Bigger Than Life (The Criterion Collection) [Blu-ray]
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The picture is a landmark in the evolution of CinemaScope. Ray was among the first directors to explore the possibilities the wide screen held for psychological and emotional expressiveness (as opposed to mere pictorialism and spectacle), and he uses it brilliantly even though most of the film transpires within a middle-class home. The house is cunningly designed and visualized to seem commonplace, and probably '50s audiences in America registered it that way--just another glance at their everyday reality--while foreign audiences saw lucid and powerful abstraction. Ray invests every sector with dynamic potentiality and meaning, including the acre of thicket and scrub out back that realistically shouldn't be there a stone's throw from the Averys' picture-perfect suburban street. Add the director's bold use of color to underscore the disquiet and intensify the emotional environment, and we have an exemplary modern film. This comes through all the more strongly on the DVD and especially in Blu-ray; the home screen enhances both the abstraction and the specificity of Ray's vision. In the meticulous digital restoration of the original camera negative, the colors are more crisply and definitively there than in any shopworn repertory print or standard TV broadcast. --Richard T. Jameson
Audio commentary featuring critic Geoff Andrew
Profile of Nicholas Ray (1977), a half-hour television interview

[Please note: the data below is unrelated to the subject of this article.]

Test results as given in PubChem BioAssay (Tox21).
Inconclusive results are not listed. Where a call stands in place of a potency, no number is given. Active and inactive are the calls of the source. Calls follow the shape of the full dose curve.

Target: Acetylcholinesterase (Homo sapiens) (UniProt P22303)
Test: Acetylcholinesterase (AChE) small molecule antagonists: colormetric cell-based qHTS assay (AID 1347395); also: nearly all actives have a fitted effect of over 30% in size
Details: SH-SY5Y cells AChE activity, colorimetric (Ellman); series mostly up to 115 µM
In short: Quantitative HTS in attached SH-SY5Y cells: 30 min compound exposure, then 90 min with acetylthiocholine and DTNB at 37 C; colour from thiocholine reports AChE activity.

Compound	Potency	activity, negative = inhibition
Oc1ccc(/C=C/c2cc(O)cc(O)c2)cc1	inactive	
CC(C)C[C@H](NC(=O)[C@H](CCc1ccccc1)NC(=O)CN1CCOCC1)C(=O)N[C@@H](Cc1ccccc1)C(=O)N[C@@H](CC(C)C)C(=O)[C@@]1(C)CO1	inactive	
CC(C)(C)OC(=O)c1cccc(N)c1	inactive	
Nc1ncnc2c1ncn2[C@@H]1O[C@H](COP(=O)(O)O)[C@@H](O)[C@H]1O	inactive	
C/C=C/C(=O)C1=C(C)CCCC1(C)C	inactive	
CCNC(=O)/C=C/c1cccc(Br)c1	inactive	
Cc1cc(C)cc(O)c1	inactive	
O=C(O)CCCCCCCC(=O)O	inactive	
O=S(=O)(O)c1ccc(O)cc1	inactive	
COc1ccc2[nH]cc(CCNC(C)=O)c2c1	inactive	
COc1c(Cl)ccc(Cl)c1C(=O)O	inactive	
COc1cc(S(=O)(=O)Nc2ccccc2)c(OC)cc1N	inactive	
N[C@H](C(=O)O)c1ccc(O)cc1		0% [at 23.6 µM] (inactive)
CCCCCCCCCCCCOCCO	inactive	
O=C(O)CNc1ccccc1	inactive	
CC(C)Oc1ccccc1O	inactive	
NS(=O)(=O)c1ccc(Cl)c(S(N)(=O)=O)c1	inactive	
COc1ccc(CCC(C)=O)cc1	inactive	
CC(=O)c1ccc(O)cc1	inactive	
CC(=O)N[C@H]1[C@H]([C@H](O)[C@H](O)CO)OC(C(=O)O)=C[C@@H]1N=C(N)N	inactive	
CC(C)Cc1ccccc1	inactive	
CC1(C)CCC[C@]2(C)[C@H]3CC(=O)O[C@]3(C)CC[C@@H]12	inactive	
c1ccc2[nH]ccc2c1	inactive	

New video appreciation of Bigger Than Life
New video interview with Susan Ray
An essay by film writer B. Kite
Top Customer Reviews
Ray, like Fuller, unfortunately was, more or less, wholly ignored in the US during his life but was immensely popular with the Cahiers kids and I'm glad to see that in the past decade or so his films, besides the popular Rebel Without a Cause, are getting some serious reevaluations.
Here's the details, for those interested, in regards to the Criterion release:
* New, restored high-definition digital transfer, with uncompressed monaural soundtrack on the Blu-ray edition
* Audio commentary featuring critic Geoff Andrew (The Films of Nicholas Ray)
* Profile of Nicholas Ray (1977), a half-hour television interview with the director
* New video appreciation of Bigger Than Life with author Jonathan Lethem (Chronic City)
* New video interview with Susan Ray, widow of the director and editor of I Was Interrupted: Nicholas Ray on Making Movies
* Theatrical trailer
* PLUS: A booklet featuring an essay by critic and video maker B. Kite
Here is to hoping that they get their hands on Johnny Guitar.
Mild-mannered schoolteacher Ed Avery (James Mason) works hard to provide for his wife Lou (Barbara Rush) and young son Richie (Christopher Olsen), secretly working after-hours as a taxi switchboard operator. When Ed is struck down by a debilitating and potentially fatal illness, doctors prescribe wonder drug Cortisone, and it seems to do the trick. Ed feels more confident than he has in years, and loves to spoil the family with expensive trips to the department store. But Ed's dependence takes a darker turn when he begins taking the pills in larger quantities. Lou and Richie can only stand by helplessly as Ed angrily lashes out, hurling abuse and insults at his wife and son. The mood swings only get worse as the weeks wear on, to the moment when Ed finally cracks completely...